The Stanford Marshmallow Experiment conducted in 1972 was a study on delayed gratification and is regarded as one of the most successful behavioural experiments. In the experiment, a marshmallow was offered to each child. If the child could resist eating the marshmallow, he was promised two the next round. Experimenters then analyzed how long each child resisted the temptation of eating the marshmallow and whether doing so had an effect on their future success. The experimenters followed each child into adolescence and adulthood.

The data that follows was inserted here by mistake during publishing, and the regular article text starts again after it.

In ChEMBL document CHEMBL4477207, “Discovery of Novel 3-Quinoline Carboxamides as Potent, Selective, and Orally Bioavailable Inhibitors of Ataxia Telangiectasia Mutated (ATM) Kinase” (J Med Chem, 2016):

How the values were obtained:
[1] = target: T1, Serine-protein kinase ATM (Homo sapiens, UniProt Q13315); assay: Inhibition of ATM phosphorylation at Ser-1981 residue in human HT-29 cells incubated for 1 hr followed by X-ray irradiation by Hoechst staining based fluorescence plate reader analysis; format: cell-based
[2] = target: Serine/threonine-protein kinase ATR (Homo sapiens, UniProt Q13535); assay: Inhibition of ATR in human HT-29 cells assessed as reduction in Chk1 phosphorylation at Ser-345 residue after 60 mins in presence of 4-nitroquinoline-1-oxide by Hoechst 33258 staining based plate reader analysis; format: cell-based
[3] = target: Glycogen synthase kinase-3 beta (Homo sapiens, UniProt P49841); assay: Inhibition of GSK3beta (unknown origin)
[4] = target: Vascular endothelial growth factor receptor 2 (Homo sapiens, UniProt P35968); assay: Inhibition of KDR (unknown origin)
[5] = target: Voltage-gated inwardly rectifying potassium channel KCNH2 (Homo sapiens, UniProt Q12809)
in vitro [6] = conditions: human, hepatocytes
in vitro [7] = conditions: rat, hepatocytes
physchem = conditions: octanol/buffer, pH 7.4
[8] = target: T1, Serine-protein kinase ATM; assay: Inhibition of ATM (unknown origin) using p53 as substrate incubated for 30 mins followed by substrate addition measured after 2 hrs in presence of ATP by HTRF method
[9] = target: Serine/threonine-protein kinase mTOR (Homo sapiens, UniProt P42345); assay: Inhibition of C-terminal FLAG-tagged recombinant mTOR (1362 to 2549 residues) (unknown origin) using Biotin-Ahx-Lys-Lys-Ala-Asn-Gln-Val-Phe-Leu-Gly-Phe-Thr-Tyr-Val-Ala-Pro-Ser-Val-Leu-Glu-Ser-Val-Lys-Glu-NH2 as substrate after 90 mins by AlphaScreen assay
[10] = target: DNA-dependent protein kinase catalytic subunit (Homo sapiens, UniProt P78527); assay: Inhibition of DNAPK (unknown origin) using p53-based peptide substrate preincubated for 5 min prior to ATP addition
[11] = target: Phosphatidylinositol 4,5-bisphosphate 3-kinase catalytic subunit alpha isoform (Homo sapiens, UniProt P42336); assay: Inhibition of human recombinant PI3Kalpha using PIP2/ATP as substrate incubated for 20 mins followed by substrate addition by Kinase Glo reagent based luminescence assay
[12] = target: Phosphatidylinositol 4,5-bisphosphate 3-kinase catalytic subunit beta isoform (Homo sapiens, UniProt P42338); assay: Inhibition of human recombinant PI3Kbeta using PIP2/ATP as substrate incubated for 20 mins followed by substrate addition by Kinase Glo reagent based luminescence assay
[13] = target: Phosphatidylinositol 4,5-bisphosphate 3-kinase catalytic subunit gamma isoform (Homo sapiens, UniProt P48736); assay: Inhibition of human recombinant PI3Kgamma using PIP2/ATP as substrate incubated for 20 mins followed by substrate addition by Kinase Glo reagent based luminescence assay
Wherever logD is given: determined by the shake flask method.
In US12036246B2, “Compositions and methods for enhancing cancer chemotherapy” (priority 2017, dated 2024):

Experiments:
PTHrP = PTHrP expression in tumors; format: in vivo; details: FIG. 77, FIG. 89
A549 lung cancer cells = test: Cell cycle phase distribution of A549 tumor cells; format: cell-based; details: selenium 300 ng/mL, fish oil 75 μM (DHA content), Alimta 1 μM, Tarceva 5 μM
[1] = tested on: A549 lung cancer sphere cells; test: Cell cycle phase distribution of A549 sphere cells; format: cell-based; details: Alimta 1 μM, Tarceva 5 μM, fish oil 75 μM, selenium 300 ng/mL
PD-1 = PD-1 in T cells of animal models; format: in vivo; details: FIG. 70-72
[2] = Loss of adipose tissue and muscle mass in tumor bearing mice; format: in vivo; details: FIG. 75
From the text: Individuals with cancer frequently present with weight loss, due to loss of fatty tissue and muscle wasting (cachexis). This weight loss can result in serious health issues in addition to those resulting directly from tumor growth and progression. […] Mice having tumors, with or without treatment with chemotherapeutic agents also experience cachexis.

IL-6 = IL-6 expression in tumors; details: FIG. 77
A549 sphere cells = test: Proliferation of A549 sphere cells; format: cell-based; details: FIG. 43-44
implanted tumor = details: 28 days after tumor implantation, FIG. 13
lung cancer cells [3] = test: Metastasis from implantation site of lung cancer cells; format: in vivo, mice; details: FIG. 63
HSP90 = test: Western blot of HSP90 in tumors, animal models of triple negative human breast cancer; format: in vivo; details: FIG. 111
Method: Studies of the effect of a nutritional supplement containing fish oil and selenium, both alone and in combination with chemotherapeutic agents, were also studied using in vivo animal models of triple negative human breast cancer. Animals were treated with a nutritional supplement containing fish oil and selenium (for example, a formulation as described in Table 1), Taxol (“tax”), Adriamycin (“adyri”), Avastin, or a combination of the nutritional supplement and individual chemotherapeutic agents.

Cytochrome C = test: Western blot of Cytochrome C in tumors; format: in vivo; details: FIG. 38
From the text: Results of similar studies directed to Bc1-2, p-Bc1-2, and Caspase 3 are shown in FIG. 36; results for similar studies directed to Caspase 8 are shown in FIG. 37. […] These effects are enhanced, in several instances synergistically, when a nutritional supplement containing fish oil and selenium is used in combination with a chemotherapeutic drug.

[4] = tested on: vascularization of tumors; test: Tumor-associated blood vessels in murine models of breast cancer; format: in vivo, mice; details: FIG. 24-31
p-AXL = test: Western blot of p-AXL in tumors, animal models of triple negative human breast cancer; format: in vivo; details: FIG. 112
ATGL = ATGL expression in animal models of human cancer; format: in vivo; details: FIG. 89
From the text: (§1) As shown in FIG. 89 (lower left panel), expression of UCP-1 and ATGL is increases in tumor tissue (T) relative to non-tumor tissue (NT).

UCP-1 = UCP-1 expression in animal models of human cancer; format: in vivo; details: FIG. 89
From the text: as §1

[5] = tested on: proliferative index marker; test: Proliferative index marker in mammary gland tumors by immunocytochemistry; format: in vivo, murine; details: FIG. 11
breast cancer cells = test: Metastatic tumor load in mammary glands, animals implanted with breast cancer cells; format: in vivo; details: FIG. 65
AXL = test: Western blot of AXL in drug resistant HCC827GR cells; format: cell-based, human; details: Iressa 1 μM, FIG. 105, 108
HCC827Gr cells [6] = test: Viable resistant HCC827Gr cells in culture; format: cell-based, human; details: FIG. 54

The results were astonishing. The kids who could resist the temptation scored higher in tests, had stronger relationships and were promoted more often. They were also generally happier as adults. How is this experiment related to being financially independent? Delay gratification by not being tempted to buy the latest gadgets. Doing so allows one to save enough money to invest. By prudent investing, one can reap the benefits in the future. Time is an investor’s best friend so delaying gratification buys time and allows compounding to take place.